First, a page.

The invention now being fully described, it will be apparent to one of ordinary skill in the arts that many changes and modifications can be made without departing from the spirit or scope of the present invention.
1. A device for wiping excess paint from a brush comprising:
- a paint wiping body having a top face, a blade face, a bottom face, a multiplicity of opposing beveled edges, a first support end, and a second support end, wherein said blade face forms an acute angle with respect to said bottom face, and wherein said beveled edges form a pyramidal section with respect to said blade face and said top face;
- a plurality of inner spring clips, said inner spring clips having an inner detent, said inner spring clips being affixed to said first end of said body and to said second end of said body in a generally perpendicular orientation;
- a plurality of paint container outer rim clips, said outer rim clips having an outer detent, said outer rim clips and said inner rim clips oriented such that said outer rim detents and said inner rim detents substantially oppose each other; and
- wherein said inner and outer detents may force expansion of said inner and said outer rim clips to entrap a rim of a paint can, thereby containing said paint wiping body generally within said paint can rim.
2. The device of claim 1 wherein said inner spring clips have a handle, said hand located distally along said spring clip from said inner detent said handles located at said first support end and said second support end.
3. The device of claim 1 wherein said outer rim clip is a plate having a generally right angle, said outer detent being contained in the interior angle of said outer rim clip.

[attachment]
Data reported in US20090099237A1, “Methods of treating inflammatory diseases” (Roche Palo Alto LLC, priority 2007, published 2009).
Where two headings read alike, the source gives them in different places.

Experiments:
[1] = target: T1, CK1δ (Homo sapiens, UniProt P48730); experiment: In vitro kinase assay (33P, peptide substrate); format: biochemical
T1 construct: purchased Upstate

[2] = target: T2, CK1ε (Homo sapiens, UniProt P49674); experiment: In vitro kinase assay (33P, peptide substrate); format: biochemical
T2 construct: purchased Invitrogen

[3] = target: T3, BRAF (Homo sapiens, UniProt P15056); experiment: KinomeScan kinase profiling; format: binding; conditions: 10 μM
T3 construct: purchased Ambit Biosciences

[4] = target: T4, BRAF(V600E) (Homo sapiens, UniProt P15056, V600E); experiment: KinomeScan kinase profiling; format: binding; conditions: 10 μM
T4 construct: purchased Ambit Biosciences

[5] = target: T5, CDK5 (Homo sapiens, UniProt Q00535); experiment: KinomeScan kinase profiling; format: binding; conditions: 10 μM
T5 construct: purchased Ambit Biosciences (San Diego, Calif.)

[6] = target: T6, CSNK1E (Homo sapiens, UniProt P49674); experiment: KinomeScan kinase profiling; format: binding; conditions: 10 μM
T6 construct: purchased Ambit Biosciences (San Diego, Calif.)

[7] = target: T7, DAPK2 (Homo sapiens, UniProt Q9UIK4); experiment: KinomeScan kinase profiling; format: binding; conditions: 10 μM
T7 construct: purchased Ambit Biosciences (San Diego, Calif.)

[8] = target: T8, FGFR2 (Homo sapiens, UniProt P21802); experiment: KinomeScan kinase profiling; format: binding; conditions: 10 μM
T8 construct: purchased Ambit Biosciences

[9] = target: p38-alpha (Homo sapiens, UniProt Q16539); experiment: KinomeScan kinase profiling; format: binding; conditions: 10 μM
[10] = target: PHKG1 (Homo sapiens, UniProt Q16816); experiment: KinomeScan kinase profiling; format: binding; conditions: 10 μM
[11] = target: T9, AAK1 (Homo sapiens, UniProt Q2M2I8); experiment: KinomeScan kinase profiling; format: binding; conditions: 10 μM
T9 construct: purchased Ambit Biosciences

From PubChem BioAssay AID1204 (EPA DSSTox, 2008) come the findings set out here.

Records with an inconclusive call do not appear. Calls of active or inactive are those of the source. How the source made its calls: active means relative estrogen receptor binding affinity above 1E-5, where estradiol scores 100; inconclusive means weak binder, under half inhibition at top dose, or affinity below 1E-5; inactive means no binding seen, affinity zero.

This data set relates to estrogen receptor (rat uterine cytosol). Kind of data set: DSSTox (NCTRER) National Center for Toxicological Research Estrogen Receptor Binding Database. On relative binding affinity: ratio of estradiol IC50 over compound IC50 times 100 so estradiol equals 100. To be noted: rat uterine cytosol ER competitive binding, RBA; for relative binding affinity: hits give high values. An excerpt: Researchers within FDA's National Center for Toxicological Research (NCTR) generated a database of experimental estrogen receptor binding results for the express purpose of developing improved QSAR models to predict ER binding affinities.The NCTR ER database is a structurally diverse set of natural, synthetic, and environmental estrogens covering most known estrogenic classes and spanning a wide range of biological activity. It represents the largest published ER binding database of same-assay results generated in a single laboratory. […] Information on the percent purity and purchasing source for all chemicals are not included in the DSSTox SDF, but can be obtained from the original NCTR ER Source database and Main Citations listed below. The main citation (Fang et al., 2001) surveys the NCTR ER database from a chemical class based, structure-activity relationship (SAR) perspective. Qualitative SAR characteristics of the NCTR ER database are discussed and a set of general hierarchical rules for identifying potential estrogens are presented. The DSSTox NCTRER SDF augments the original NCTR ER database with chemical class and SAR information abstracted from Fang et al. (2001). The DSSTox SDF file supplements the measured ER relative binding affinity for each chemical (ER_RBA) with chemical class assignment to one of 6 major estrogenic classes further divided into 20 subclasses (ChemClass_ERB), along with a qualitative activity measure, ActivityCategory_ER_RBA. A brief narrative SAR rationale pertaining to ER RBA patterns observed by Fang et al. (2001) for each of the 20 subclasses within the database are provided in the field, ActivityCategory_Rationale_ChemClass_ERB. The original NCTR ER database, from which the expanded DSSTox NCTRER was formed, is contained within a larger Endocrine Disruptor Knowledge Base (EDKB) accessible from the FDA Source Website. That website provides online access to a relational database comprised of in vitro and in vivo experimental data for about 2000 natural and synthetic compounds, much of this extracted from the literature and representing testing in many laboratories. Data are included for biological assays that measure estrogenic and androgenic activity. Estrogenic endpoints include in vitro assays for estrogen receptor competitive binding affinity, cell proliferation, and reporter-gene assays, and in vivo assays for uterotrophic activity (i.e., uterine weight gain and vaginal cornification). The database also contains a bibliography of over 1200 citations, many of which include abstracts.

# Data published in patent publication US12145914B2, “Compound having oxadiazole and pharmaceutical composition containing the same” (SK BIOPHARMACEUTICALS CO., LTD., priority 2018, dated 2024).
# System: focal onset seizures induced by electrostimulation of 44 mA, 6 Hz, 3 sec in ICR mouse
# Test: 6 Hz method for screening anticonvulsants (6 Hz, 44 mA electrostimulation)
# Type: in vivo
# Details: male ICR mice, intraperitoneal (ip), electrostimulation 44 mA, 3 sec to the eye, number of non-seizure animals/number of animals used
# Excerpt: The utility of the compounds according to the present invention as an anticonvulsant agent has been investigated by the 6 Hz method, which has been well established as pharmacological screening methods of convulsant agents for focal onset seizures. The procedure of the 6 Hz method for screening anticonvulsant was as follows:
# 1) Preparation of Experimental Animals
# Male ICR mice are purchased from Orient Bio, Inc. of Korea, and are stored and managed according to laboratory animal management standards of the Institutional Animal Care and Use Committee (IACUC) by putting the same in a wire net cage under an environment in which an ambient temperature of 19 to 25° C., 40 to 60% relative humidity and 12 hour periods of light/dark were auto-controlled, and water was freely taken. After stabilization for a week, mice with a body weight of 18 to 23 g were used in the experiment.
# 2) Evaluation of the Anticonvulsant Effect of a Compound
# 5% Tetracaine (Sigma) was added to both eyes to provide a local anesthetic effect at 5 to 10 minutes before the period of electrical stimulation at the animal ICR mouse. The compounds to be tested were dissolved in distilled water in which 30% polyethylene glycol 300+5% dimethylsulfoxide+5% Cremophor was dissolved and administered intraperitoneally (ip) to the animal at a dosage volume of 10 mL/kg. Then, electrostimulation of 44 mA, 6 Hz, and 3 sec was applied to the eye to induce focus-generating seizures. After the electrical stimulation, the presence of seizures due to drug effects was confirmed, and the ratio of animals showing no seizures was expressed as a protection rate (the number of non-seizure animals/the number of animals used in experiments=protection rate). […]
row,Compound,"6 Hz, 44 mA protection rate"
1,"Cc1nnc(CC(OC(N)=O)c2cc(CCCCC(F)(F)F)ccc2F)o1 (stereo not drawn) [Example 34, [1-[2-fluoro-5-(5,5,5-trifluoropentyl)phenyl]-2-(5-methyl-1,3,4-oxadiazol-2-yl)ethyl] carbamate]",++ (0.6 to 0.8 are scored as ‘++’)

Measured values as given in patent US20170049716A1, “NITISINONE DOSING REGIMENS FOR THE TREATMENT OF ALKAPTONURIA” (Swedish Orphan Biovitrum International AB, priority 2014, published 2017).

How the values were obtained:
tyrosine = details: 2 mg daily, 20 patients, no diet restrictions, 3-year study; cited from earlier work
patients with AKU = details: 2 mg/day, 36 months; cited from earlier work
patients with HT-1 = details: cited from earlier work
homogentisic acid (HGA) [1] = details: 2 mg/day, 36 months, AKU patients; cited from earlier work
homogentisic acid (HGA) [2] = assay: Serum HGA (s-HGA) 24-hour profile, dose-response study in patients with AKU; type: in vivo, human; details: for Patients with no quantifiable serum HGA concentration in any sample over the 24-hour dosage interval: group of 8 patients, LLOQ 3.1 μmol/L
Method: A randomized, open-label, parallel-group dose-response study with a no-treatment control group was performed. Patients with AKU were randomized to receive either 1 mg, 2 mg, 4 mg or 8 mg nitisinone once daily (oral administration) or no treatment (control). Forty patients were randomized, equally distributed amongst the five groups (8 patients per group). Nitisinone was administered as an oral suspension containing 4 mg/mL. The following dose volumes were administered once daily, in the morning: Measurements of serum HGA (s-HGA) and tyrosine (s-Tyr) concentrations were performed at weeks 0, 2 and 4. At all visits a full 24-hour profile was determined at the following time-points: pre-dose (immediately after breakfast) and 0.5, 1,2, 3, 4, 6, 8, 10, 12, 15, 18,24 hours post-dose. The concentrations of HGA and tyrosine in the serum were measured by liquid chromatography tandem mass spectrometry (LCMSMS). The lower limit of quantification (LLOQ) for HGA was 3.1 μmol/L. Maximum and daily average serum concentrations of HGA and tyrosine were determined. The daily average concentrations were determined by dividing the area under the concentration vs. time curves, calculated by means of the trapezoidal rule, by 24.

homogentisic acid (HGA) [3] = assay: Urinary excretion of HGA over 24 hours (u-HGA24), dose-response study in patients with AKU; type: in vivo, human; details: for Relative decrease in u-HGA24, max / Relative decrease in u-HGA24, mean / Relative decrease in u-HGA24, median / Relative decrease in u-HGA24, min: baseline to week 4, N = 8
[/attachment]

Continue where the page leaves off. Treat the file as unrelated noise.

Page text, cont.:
4. The device of claim 1 wherein said outer rim clip is a generally undulating plate, outer rim clip shaped such that the contour of a paint can is held in close contact with said undulating plate.
5. A device for wiping excess paint from a brush comprising:
- a paint wiping body having a top face, a blade face, a bottom face, a multiplicity of opposing beveled edges, and a semicircular support structure having a plurality of drain holes, wherein said blade face forms an acute angle with respect to said bottom face, and wherein said beveled edges form a pyramidal section with respect to said blade face and said top face;
- an undulating rim, said undulating rim being integral to said semicircular support structure and located at the periphery of said semicircular support structure, wherein said undulating rim forms a frictional bond with the rim of a paint can.
6. The device of claim 5 wherein said body defines a chord of said semicircular support structure.
7. The device of claim 5 wherein said paint wiping device is pressed paper composite.
8. The device of claim 5 wherein said paint wiping device is molded of plastic.
|4101046||July 18, 1978||Puntillo|
|4266686||May 12, 1981||Carter|
|4660245||April 28, 1987||Anderson|
|4832293||May 23, 1989||Gizzi|
|4991803||February 12, 1991||Budder|
|5033704||July 23, 1991||Kerr|
|5087014||February 11, 1992||Desjardin|
Filed: Apr 5, 1993
Date of Patent: Oct 19, 1993
Inventors: Steven J. Traversa (North Hollywood, CA), Vito L. Racano (North Hollywood, CA)
Primary Examiner: Alvin C. Chin-Shue
Assistant Examiner: Sarah A. Lechok
Attorney: Woodrow D. English
Application Number: 8/42,666